More vaccine doses are needed before the county can put this plan into effect
As of Jan. 19, California’s updated plan to efficiently increase the distribution of vaccines now includes residents aged 65 and older being prioritized in Phase 1B Tier 1, according to a press release from Yolo County.
“Currently, Yolo County is in Phase 1A Tiers 2 and 3 and will likely move into Phase 1B in the coming weeks once additional doses are received from the State of California,” the press release reads, which was published on Jan. 19. Yolo County was expected to run out of vaccines the week of Jan. 25, but they received more just before their supply was used up.
Yolo County Public Information Officer Jenny Tan explained via email that vaccine distribution efforts are currently slow in Yolo County.
“We are currently getting around 1,000 doses a week,” Tan said. “For seniors 65 and older, there are more than 28,000 residents. As you can imagine, this would take a long time.”
Healthcare systems such as Sutter Health and Kaiser Permanente are helping with the distribution of vaccines, but they have also received limited doses, according to Tan.
However, on Jan. 26, the state of California announced a new method of distributing vaccines.Although vaccine supplies are still low, the new plan’s goal is to distribute vaccines fairly and quickly when more are available.
“In simplifying eligibility beginning mid-February, the state will implement a statewide standard under which health care workers, individuals 65+ and education and child care, emergency services and food agriculture workers will be eligible to start making appointments to receive the vaccine, pending vaccine availability,” the plan reads.
According to the California Department of Public Health (CDPH), the quantity of vaccines that are distributed to a county depends on population and how many vaccines the state gets altogether, among other factors. At the moment, the demand for vaccines is higher than the amount available.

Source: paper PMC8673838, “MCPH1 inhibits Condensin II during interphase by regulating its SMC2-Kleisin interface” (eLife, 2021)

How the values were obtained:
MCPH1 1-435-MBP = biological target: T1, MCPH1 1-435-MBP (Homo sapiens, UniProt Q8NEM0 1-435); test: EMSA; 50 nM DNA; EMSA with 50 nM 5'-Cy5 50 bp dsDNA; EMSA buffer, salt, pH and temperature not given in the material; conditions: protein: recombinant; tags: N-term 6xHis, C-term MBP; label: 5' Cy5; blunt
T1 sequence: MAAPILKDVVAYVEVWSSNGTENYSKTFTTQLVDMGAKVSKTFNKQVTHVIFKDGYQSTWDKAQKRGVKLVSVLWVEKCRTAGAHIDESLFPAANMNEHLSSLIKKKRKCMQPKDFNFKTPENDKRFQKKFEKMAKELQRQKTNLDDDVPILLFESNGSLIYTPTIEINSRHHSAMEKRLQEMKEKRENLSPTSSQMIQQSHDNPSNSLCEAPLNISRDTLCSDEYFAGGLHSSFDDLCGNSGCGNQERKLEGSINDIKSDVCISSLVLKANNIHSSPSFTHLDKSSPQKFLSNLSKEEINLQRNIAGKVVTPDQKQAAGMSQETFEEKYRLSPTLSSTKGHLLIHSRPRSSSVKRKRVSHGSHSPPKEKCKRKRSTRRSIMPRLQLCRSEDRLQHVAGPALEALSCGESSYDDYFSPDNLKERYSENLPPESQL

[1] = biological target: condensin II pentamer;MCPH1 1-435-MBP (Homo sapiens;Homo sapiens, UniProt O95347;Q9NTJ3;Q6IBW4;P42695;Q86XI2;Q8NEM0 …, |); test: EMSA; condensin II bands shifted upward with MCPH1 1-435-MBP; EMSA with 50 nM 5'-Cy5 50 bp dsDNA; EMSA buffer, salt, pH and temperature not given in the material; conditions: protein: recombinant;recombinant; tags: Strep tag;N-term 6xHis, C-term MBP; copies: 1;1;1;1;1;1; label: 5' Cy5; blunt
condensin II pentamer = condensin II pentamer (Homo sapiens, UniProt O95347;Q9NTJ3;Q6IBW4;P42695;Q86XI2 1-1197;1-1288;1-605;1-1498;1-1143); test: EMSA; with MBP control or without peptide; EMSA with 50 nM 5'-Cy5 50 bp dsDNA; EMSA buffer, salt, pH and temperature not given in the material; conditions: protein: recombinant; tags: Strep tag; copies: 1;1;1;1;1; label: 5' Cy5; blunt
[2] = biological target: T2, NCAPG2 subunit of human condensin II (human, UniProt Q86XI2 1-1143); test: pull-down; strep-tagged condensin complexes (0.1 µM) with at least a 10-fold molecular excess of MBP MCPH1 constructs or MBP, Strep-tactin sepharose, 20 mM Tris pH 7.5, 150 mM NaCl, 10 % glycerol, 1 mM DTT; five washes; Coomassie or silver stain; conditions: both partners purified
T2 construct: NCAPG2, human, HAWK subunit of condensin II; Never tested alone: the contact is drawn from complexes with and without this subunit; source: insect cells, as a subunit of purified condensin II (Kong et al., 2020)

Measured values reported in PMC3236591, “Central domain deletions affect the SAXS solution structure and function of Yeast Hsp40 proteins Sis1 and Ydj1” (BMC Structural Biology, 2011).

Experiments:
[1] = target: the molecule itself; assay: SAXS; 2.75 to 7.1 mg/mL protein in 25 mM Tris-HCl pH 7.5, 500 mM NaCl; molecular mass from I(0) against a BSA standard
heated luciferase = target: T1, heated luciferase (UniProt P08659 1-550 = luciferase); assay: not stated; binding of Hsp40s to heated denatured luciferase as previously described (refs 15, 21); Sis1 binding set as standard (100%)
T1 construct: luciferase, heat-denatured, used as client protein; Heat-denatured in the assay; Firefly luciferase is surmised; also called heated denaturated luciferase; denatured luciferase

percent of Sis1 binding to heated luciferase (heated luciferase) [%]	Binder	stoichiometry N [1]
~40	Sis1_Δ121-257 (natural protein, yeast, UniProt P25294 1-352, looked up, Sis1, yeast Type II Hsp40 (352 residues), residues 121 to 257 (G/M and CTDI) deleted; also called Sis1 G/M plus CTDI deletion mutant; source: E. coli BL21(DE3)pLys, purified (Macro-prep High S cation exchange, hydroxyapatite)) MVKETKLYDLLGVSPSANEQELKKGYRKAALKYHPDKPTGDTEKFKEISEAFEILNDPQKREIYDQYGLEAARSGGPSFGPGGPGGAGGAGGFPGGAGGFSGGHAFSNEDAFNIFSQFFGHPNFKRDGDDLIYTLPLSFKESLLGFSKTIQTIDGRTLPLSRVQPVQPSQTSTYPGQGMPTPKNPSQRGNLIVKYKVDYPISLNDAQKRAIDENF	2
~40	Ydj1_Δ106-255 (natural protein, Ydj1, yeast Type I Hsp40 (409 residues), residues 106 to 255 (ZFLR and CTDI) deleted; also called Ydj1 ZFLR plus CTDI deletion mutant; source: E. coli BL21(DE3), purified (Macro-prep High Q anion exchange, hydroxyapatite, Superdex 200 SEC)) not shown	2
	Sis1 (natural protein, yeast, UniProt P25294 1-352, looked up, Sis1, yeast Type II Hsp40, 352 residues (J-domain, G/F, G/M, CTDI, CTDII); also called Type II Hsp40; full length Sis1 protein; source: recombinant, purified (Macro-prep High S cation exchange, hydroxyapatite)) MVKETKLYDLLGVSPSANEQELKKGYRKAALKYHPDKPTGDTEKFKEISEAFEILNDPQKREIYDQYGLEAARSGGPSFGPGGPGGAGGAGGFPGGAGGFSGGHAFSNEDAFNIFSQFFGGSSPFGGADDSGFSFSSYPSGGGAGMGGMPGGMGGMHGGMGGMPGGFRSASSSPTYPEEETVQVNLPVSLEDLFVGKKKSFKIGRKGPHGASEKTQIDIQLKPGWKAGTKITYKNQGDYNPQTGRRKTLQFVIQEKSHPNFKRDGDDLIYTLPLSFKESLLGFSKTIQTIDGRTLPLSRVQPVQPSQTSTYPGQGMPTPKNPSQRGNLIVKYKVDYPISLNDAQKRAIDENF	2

The CDPH released recommendations for distributing the vaccine, which include the process of prioritization and ways to reach those who are in the highest-priority groups. Once the vaccines have been distributed to them or when doses are nearing expiration, they may be provided to lower-priority groups.
Counties should distribute vaccines to those eligible as quickly as possible in order to vaccinate the greatest number of people possible and to minimize waste, according to the CDPH.
UC Davis Health has also been distributing vaccines, which has greatly reduced worker positivity rates, said UC Davis Health Senior Public Information Officer Charles Casey via email.
“Vaccination efforts have been going well,” Casey said. “The vaccine is already yielding good results. Since vaccinations began a month ago among our workers, the number of employees diagnosed with COVID-19 is down roughly 80%.”
Similarly to Yolo County, UC Davis Health awaits more doses to vaccinate those who are currently eligible.
“We continue to vaccinate our patients and healthcare workers who qualify as we wait for more supply to cover the demand,” Casey said. “UC Davis Health is at the forefront of fighting COVID-19 through patient care and research to find COVID-19 treatments and vaccines.”
Once more doses have been distributed to Yolo County and providers, vaccines can be administered to those in higher-priority tiers and eventually those in lower-priority groups.
Written by: Shraddha Jhingan — firstname.lastname@example.org